April 15, 2010

NASA Must Initiate Transition Plan for Heavy Lift, Maser Says (Source: Space News)
If NASA waits until 2015 to select a design for a new heavy-lift launch vehicle, it will be extremely important for the space agency to craft an interim program in a way that does not cause irreparable harm to the industrial base for space propulsion technology, said Jim Maser, president of rocket builder Pratt & Whitney Rocketdyne. “We don’t want to see any Constellation contracts canceled until we have a transition plan and can transition the skill set,” Maser said. “We think the worst thing for the industry would be if all these contracts were canceled and then there was a pause of 12 to 18 months while [NASA] considered what to do next."

"It would not only be devastating to us, it would be devastating to the industry in terms of the impact on the work force and the ability to try to rebuild that once it was gone.” Moreover, the cost of propulsion would climb for the U.S. Defense Department because military customers would be forced to pay the entire cost of maintaining the U.S. propulsion infrastructure and work force. “The ramifications to the Department of Defense would be huge,” Maser said. (4/14)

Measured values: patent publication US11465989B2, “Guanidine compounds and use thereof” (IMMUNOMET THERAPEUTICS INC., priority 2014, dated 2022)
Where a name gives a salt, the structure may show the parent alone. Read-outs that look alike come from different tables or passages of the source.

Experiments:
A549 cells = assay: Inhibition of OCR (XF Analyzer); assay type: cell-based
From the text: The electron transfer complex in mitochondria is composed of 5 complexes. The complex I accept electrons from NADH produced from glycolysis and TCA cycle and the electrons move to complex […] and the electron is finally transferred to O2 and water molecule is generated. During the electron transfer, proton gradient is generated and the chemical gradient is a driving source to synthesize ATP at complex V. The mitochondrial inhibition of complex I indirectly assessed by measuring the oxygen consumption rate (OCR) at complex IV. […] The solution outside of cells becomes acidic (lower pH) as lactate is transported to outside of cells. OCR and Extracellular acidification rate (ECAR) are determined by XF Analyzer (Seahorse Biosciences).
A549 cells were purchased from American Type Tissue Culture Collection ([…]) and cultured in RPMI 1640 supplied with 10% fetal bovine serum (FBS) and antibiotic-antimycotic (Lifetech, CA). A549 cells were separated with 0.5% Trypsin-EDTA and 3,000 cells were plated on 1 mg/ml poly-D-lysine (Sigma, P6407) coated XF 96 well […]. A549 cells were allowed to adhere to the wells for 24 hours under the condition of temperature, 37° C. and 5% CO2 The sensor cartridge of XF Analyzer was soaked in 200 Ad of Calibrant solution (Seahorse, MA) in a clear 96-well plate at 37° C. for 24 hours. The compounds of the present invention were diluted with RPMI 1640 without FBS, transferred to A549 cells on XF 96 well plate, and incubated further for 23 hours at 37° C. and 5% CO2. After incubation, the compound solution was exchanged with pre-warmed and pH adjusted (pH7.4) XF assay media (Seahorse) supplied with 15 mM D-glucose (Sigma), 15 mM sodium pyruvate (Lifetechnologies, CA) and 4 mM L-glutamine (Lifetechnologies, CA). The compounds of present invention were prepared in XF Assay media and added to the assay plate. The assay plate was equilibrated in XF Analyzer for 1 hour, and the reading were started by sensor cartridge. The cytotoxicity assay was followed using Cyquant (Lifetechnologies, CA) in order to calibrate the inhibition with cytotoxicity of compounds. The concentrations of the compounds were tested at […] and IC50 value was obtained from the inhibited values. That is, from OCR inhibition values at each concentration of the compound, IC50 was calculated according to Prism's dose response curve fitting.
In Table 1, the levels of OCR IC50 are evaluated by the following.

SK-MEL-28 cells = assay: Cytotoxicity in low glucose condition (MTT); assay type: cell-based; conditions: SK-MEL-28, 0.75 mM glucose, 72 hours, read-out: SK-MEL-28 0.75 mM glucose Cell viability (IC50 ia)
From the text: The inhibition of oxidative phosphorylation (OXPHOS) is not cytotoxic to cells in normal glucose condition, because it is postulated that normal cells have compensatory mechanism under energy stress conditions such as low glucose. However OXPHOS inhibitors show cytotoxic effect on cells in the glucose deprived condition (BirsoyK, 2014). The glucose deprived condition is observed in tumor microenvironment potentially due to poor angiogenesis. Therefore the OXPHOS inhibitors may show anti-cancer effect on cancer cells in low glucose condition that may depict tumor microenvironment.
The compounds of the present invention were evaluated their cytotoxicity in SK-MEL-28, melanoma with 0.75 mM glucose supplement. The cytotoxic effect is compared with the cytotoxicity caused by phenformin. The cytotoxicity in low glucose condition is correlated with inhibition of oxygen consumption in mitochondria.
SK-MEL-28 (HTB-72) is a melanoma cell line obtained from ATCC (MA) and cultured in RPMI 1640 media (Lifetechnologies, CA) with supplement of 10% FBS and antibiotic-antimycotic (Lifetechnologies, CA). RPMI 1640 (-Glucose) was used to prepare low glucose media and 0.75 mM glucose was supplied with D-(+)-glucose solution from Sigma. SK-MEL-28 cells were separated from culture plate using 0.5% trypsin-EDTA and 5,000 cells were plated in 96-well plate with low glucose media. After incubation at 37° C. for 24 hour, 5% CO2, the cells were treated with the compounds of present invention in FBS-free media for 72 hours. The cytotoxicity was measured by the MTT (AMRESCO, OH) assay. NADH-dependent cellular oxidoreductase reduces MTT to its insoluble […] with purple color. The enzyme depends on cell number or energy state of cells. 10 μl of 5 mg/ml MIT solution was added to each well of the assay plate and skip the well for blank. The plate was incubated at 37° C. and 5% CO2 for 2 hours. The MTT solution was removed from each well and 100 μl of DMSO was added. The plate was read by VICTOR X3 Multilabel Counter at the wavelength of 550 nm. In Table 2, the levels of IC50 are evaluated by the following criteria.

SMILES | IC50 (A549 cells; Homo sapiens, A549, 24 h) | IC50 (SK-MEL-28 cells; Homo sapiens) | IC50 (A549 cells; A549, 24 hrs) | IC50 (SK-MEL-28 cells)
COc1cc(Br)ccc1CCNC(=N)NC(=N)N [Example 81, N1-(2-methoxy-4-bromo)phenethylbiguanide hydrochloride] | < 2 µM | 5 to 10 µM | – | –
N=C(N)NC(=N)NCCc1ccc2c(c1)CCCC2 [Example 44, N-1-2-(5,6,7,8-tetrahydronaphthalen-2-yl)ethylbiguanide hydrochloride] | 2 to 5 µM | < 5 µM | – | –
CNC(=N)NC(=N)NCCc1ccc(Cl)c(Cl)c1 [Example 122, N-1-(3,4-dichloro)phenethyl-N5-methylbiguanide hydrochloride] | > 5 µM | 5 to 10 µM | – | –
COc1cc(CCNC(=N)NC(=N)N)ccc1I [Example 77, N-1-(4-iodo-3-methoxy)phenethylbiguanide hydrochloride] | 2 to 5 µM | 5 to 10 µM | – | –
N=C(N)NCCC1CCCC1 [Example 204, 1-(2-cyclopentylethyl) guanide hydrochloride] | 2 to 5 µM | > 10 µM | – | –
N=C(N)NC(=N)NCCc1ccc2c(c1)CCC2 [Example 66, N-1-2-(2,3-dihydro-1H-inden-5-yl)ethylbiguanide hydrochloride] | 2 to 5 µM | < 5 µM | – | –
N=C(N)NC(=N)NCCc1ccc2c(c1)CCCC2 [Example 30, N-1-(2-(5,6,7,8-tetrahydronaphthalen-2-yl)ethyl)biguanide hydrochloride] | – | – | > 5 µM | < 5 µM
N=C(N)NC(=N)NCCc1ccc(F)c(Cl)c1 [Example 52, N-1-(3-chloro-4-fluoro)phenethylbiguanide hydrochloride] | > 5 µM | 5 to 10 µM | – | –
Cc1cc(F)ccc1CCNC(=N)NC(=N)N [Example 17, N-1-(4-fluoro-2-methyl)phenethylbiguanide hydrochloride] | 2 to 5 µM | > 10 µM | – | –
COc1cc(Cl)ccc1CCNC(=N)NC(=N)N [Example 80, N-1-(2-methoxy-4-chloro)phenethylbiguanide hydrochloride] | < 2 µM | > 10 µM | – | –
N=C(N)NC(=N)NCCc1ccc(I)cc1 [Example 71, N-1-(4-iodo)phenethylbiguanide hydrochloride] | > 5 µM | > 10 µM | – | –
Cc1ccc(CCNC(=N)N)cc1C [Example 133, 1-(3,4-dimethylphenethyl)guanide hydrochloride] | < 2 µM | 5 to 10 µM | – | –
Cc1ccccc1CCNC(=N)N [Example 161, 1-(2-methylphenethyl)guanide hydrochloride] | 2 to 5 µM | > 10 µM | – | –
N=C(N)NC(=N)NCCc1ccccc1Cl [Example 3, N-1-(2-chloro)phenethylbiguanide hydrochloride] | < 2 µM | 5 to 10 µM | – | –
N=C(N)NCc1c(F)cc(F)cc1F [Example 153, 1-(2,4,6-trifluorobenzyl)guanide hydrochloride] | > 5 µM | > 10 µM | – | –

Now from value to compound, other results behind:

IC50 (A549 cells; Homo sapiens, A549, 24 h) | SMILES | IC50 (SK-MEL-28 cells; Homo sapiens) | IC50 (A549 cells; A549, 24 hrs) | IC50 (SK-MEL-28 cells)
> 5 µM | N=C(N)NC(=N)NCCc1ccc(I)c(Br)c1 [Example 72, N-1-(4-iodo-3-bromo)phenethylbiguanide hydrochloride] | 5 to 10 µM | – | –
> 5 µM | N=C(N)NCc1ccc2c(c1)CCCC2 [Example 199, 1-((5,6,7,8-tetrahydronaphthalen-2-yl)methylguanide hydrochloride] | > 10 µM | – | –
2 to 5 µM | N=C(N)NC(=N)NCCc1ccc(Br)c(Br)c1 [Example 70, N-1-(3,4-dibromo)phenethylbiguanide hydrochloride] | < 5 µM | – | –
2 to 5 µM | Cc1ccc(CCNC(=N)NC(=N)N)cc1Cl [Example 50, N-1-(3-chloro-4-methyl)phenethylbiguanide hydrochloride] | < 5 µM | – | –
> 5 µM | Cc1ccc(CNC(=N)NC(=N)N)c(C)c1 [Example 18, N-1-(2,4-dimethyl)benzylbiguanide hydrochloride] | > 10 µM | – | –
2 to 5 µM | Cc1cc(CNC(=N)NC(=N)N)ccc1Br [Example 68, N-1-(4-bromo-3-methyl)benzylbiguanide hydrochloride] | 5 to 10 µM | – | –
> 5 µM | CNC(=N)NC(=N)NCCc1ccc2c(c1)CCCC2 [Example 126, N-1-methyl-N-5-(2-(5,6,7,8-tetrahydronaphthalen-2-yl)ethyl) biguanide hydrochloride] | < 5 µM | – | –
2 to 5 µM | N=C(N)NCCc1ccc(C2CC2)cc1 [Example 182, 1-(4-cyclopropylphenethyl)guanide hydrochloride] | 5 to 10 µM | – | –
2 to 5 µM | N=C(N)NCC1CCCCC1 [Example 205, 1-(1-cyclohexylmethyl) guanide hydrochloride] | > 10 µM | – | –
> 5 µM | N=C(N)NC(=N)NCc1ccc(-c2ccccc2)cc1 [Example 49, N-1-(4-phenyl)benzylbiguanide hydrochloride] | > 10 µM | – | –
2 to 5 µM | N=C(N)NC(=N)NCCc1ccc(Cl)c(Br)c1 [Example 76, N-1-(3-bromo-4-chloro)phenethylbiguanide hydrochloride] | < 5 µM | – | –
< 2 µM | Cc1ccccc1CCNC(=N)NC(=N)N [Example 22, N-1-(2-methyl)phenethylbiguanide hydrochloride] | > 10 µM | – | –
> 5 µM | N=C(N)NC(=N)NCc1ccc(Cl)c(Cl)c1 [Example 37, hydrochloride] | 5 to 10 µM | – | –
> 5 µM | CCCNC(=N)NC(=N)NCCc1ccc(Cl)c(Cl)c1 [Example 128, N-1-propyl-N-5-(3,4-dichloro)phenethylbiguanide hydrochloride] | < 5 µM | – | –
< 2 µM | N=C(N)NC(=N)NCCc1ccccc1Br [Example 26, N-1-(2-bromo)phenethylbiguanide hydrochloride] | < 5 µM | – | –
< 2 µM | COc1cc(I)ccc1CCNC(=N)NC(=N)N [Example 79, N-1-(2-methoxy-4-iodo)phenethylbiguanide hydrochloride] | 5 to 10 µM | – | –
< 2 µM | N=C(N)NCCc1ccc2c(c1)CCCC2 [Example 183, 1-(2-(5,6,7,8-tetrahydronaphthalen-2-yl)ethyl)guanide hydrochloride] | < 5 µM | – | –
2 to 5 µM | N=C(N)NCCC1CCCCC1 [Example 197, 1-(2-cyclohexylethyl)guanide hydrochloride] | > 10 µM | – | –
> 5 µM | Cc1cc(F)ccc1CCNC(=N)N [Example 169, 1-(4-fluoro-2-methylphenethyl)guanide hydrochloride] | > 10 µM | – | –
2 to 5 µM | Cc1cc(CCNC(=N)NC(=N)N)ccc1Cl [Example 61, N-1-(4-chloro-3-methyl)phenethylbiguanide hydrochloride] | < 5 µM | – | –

Official Details 11-year Path To China’s Own Space Station (Source: Space News)
A top Chinese space official shared new details of an ambitious human spaceflight agenda that includes plans to conduct on-orbit rendezvous and docking experiments and development of a new heavy-lift launch vehicle in preparation for assembling a 30-ton space station on orbit by 2022. Wang Wenbao, director of the China Manned Space Engineering Office, said the effort would begin with the launch of a Tiangong 1 docking-target spacecraft slated for early 2011. (4/14)

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